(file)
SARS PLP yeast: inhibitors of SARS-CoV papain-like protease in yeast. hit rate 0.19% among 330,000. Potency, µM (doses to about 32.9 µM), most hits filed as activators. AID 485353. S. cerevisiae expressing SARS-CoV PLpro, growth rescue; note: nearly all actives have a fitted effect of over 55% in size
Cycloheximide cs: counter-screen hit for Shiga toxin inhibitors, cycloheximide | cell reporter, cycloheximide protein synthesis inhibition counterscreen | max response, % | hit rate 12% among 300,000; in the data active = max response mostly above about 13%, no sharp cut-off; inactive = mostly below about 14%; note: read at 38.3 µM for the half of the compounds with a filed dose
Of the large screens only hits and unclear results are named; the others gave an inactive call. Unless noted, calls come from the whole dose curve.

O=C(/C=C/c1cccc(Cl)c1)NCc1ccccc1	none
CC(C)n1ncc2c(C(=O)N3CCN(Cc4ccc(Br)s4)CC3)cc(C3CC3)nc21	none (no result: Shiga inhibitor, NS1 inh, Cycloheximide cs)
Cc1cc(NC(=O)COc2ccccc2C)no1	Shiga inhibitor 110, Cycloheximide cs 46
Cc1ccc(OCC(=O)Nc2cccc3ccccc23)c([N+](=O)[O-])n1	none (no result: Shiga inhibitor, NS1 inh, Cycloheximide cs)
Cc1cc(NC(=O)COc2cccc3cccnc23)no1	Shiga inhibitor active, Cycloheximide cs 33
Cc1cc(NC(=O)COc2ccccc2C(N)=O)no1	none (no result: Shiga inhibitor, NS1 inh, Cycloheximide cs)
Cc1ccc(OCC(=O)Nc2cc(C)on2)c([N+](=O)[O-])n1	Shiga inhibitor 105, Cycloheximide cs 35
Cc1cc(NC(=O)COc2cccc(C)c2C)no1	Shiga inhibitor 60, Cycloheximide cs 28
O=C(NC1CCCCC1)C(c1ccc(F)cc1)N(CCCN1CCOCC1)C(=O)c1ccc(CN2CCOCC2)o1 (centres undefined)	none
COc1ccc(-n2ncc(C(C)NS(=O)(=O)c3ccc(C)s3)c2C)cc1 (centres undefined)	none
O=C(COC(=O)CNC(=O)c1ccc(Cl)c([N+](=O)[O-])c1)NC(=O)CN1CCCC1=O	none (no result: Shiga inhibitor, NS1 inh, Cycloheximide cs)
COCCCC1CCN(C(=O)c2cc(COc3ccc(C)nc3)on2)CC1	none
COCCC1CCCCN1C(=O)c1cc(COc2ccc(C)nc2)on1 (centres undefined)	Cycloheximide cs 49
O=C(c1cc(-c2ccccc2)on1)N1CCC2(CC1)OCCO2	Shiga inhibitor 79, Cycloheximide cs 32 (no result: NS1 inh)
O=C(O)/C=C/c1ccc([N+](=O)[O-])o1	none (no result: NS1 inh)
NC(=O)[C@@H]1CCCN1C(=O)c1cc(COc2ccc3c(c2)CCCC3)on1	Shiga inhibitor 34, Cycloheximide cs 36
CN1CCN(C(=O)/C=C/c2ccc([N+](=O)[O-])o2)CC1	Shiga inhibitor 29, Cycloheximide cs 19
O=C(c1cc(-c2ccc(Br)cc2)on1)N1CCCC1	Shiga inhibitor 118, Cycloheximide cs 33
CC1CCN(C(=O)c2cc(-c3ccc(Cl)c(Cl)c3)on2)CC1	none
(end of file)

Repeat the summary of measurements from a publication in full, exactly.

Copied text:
SARS PLP yeast: inhibitors of SARS-CoV papain-like protease in yeast. hit rate 0.19% among 330,000. Potency, µM (doses to about 32.9 µM), most hits filed as activators. AID 485353. S. cerevisiae expressing SARS-CoV PLpro, growth rescue; note: nearly all actives have a fitted effect of over 55% in size
Cycloheximide cs: counter-screen hit for Shiga toxin inhibitors, cycloheximide | cell reporter, cycloheximide protein synthesis inhibition counterscreen | max response, % | hit rate 12% among 300,000; in the data active = max response mostly above about 13%, no sharp cut-off; inactive = mostly below about 14%; note: read at 38.3 µM for the half of the compounds with a filed dose
Of the large screens only hits and unclear results are named; the others gave an inactive call. Unless noted, calls come from the whole dose curve.

O=C(/C=C/c1cccc(Cl)c1)NCc1ccccc1	none
CC(C)n1ncc2c(C(=O)N3CCN(Cc4ccc(Br)s4)CC3)cc(C3CC3)nc21	none (no result: Shiga inhibitor, NS1 inh, Cycloheximide cs)
Cc1cc(NC(=O)COc2ccccc2C)no1	Shiga inhibitor 110, Cycloheximide cs 46
Cc1ccc(OCC(=O)Nc2cccc3ccccc23)c([N+](=O)[O-])n1	none (no result: Shiga inhibitor, NS1 inh, Cycloheximide cs)
Cc1cc(NC(=O)COc2cccc3cccnc23)no1	Shiga inhibitor active, Cycloheximide cs 33
Cc1cc(NC(=O)COc2ccccc2C(N)=O)no1	none (no result: Shiga inhibitor, NS1 inh, Cycloheximide cs)
Cc1ccc(OCC(=O)Nc2cc(C)on2)c([N+](=O)[O-])n1	Shiga inhibitor 105, Cycloheximide cs 35
Cc1cc(NC(=O)COc2cccc(C)c2C)no1	Shiga inhibitor 60, Cycloheximide cs 28
O=C(NC1CCCCC1)C(c1ccc(F)cc1)N(CCCN1CCOCC1)C(=O)c1ccc(CN2CCOCC2)o1 (centres undefined)	none
COc1ccc(-n2ncc(C(C)NS(=O)(=O)c3ccc(C)s3)c2C)cc1 (centres undefined)	none
O=C(COC(=O)CNC(=O)c1ccc(Cl)c([N+](=O)[O-])c1)NC(=O)CN1CCCC1=O	none (no result: Shiga inhibitor, NS1 inh, Cycloheximide cs)
COCCCC1CCN(C(=O)c2cc(COc3ccc(C)nc3)on2)CC1	none
COCCC1CCCCN1C(=O)c1cc(COc2ccc(C)nc2)on1 (centres undefined)	Cycloheximide cs 49
O=C(c1cc(-c2ccccc2)on1)N1CCC2(CC1)OCCO2	Shiga inhibitor 79, Cycloheximide cs 32 (no result: NS1 inh)
O=C(O)/C=C/c1ccc([N+](=O)[O-])o1	none (no result: NS1 inh)
NC(=O)[C@@H]1CCCN1C(=O)c1cc(COc2ccc3c(c2)CCCC3)on1	Shiga inhibitor 34, Cycloheximide cs 36
CN1CCN(C(=O)/C=C/c2ccc([N+](=O)[O-])o2)CC1	Shiga inhibitor 29, Cycloheximide cs 19
O=C(c1cc(-c2ccc(Br)cc2)on1)N1CCCC1	Shiga inhibitor 118, Cycloheximide cs 33
CC1CCN(C(=O)c2cc(-c3ccc(Cl)c(Cl)c3)on2)CC1	none